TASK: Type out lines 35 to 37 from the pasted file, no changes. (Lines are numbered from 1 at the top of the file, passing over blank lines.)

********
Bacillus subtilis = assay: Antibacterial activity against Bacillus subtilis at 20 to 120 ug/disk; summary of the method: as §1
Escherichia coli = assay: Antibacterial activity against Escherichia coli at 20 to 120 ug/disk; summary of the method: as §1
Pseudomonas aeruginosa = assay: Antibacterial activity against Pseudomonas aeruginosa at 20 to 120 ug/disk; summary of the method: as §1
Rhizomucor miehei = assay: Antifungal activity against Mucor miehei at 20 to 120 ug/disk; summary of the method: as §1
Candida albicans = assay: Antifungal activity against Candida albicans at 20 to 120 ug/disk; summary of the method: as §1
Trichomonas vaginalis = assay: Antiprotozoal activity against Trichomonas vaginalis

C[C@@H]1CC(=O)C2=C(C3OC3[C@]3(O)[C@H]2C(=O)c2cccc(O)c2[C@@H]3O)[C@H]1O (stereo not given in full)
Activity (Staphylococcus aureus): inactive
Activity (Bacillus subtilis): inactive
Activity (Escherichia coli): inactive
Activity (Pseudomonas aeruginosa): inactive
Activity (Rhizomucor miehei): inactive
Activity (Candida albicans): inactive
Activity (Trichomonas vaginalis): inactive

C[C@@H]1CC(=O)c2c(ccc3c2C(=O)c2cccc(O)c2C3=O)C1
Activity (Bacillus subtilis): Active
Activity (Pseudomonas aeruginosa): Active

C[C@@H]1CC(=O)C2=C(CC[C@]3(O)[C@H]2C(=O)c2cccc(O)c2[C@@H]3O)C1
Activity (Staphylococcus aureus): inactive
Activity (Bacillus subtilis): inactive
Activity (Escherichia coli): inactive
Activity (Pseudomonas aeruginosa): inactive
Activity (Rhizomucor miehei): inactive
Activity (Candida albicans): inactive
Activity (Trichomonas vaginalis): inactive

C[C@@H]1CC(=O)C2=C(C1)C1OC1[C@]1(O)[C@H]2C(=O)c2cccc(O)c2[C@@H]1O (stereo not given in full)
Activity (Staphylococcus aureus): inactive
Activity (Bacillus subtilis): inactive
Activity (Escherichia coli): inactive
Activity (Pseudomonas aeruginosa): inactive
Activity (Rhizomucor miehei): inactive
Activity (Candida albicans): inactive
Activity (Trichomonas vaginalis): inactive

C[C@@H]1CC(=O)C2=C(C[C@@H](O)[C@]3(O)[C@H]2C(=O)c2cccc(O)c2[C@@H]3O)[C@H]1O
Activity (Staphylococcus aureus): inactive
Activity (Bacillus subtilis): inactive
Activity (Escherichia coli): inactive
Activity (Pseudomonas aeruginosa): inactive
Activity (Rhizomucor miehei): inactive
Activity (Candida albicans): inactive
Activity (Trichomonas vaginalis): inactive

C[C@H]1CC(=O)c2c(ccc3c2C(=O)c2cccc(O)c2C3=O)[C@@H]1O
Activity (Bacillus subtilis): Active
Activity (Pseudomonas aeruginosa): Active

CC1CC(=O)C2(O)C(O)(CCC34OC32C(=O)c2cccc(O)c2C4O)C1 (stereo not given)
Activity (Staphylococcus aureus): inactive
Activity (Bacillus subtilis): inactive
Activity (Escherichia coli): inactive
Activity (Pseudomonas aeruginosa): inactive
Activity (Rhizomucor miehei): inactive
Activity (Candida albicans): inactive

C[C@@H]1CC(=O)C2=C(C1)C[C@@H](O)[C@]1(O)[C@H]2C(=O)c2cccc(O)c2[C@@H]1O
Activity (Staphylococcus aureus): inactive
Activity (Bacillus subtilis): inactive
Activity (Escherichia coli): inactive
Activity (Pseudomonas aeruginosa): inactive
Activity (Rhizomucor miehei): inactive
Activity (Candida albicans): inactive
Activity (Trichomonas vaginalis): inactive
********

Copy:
Activity (Staphylococcus aureus): inactive
Activity (Bacillus subtilis): inactive
Activity (Escherichia coli): inactive